Surviving in the Desert
A few years ago I wrote a book called Killing Rommel. Killing Rommel is a novel set during WWII in the North Africa campaign. Its heroes are the men of the Long Range Desert Group, a true historical British commando unit that fought behind the lines against Field Marshal Erwin Rommel and the German Afrika Korps.
The first time I heard the name Long Range Desert Group, I fell in love with it. I said to myself, “I don’t know what this is, but I gotta write a book about it.”
“Long Range.” Way cooler that Short Range.
Even better: “Long Range Desert.” Somebody was going out into the Tall Sand a long, long way.
And “Long Range Desert Group?” It didn’t sound typically military to me. It sounded like a tech start-up.
The LRDG, it turned out, smacked more of a civilian outfit than an over-organized, rigorously-disciplined military team. The trucks they drove were Chevy “30-hundredweights,” bought from civvie dealerships in Cairo. Discipline was slack. Improvisation was the order of the day.
Why did I love this subject?
Because it reminded me of the writer’s life.
The men of the LRDG had a mission. Their charge was to leave civilization behind and advance alone into the unknown. Once out there, they could call on no one for aid or rescue. They were on their own, with nothing to assure their success except what they brought with them.
That’s you and me. That’s the writer’s life.
The desert is a metaphor for the creative sphere that you and I operate in. The desert is beautiful. It’s remote, it’s odd, it’s strange. Only a special few dare to enter.
The desert contains secrets. It’s mysterious; it seems barren but it’s actually teeming with life if you know where to look.
The desert is reality stripped to its essentials. It’s pure. It’s geometric. Its landscape of dunes and wadis (dry rivercourses) has been shaped by nothing but the elemental forces of wind, water, and time.
The desert is cruel. It will cook you, freeze you, drown you. Worse, the desert is indifferent. Its sand will drift over your corpse in minutes. It will forget you as if you never existed.
That’s our world, yours and mine. It’s the dimension we enter every day, seeking our Muse.
What about enemies?
The desert holds two—the external foe (in the case of the Long Range Desert Group, the enemy was the Afrika Korps) and the internal adversary, the men’s own fears and Resistance.
Think about it. Your truck breaks down five hundred miles from civilization. By noon, external temperature will hit 130 Fahrenheit. Can you keep your head? Can you improvise a fix for your cracked engine block? Can you stretch twenty gallons of fuel to carry you home?
That’s you and me at page 183 in our novel. That’s us in the middle at Act Two.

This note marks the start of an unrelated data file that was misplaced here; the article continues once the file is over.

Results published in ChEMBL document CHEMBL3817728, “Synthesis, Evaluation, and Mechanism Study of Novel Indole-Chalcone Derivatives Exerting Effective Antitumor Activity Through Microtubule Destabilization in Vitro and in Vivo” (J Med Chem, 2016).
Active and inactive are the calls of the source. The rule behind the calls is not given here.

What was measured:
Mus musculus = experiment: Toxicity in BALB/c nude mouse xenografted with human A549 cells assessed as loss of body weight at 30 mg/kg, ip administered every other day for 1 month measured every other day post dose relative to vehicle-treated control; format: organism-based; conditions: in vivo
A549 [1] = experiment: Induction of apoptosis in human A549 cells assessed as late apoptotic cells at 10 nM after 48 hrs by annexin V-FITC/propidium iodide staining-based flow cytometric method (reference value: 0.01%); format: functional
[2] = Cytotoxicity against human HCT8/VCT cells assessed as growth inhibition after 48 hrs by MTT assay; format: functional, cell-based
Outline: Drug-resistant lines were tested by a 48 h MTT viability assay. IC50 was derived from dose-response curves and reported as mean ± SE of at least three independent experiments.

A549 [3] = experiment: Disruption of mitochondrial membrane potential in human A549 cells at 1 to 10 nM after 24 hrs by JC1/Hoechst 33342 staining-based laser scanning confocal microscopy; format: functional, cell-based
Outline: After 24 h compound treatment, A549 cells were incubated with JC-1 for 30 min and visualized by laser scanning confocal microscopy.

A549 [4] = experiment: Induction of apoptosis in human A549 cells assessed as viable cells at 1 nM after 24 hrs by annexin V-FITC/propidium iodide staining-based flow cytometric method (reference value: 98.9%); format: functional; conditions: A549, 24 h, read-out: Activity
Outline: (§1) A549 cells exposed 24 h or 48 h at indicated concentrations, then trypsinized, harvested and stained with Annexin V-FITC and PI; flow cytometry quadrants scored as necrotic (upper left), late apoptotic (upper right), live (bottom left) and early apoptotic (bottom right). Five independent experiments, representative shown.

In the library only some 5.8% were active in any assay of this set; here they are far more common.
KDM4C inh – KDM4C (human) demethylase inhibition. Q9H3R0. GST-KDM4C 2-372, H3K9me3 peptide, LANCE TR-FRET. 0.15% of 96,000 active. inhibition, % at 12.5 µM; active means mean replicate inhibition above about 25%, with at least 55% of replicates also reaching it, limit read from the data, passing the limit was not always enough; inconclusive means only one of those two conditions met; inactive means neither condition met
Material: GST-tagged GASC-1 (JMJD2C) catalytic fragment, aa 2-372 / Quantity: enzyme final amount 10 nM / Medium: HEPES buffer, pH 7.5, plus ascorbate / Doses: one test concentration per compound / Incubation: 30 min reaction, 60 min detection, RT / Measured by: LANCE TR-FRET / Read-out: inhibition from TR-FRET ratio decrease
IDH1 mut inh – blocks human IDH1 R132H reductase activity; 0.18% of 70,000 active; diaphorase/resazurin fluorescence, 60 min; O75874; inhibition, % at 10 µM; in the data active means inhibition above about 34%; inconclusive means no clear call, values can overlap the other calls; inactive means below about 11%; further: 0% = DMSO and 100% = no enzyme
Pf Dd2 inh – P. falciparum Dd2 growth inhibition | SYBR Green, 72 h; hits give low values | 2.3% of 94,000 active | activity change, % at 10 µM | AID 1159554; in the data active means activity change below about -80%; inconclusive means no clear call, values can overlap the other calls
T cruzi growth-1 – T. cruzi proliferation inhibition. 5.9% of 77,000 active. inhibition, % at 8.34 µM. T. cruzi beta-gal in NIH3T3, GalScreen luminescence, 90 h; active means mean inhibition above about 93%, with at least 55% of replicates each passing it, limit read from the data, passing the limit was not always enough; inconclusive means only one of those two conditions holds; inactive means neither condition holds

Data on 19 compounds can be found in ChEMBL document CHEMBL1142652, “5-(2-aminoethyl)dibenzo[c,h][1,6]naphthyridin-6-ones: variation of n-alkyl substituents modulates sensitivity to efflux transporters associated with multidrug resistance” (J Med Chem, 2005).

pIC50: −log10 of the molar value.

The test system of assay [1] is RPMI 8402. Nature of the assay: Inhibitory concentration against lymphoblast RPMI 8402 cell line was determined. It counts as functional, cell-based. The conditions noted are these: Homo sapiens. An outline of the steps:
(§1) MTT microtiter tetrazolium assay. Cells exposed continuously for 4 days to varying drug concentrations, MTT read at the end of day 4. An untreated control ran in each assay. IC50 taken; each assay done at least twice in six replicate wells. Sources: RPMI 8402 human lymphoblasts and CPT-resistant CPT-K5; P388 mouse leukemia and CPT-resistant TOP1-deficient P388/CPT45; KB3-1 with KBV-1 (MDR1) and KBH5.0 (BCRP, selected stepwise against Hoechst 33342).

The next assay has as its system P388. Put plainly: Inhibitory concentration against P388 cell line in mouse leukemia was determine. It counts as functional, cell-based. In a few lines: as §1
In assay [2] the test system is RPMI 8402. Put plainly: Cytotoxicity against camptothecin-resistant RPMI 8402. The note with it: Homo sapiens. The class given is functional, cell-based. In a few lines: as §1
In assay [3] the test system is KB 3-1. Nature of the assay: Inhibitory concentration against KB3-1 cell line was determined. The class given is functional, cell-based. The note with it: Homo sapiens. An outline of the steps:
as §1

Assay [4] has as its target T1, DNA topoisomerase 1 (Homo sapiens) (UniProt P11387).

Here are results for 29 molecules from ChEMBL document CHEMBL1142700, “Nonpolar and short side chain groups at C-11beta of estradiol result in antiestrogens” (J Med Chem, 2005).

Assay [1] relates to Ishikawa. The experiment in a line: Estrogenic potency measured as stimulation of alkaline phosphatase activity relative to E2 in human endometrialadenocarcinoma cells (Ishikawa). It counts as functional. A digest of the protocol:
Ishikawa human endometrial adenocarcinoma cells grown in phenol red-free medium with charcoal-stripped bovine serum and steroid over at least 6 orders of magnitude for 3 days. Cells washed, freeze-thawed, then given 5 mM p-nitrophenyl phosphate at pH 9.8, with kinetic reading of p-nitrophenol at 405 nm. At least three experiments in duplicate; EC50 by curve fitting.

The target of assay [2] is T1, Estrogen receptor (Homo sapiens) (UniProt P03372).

What I love too about the Long Range Desert Group (and why it fits into this series on the Professional Mindset) as that it was—and had to be, by the nature of its mission and the grounds over which it operated—self-contained.
Into the beds of those Chevy trucks the men of the LRDG loaded fuel, water, rations, radio gear, weapons, ammunition, spare parts. Into nooks and crannies they wedged their bedding and clothing, their tea and tins of bully beef. Like sailors they brought rum, in porcelain demijohns jars labeled S.R.D. (for Service Reserve Depot) that they translated as “Seldom Reaches Destination.”
That’s you and me too. The essence of our artistic/entrepreneurial life is that it is and must be self-contained.
We and we alone must decide what we will work on, and how, for how long, under what conditions, with what ambitions and aspirations. We have to master the art of self-evaluation. Is our idea good? Good enough to give two years of our lives to?
When our vehicle founders in the Sand Sea, what resources can we call on within ourselves? The cavalry isn’t coming. It’s up to us and us alone.
One of the most interesting aspects of the Long Range Desert Group was the type of men it sought for its ranks. The LRDG never lacked for volunteers. Out of one application-round of 800 men, it selected twelve.
Most of the men in the Long Range Desert Group were Kiwis. New Zealanders. They were farmers and stockmen, mechanics and farm appraisers. Their age was roughly ten years older than regular line troops. Most were married and had children. No few owned and worked farms and ranches of considerable size.
They were mature men (alas, no women went into the desert in that era, though that almost certainly would be different today) whose primary emotional characteristics were resourcefulness, level-headedness, self-composure, patience, the ability to work in close quarters with others, the capacity to endure adversity and even to thrive on it, and, not least, the possession of a sense of humor.
In other words they weren’t blood-and-guts man-killers. (Okay, some were.) They were cool customers, possessed of grit and savvy, who could embark on a mission whose hazard was such that saner heads would call it absolutely nuts—and see that mission through, no matter what .
Isn’t it interesting that those are the same qualities you and I need, to survive in our own inner deserts?
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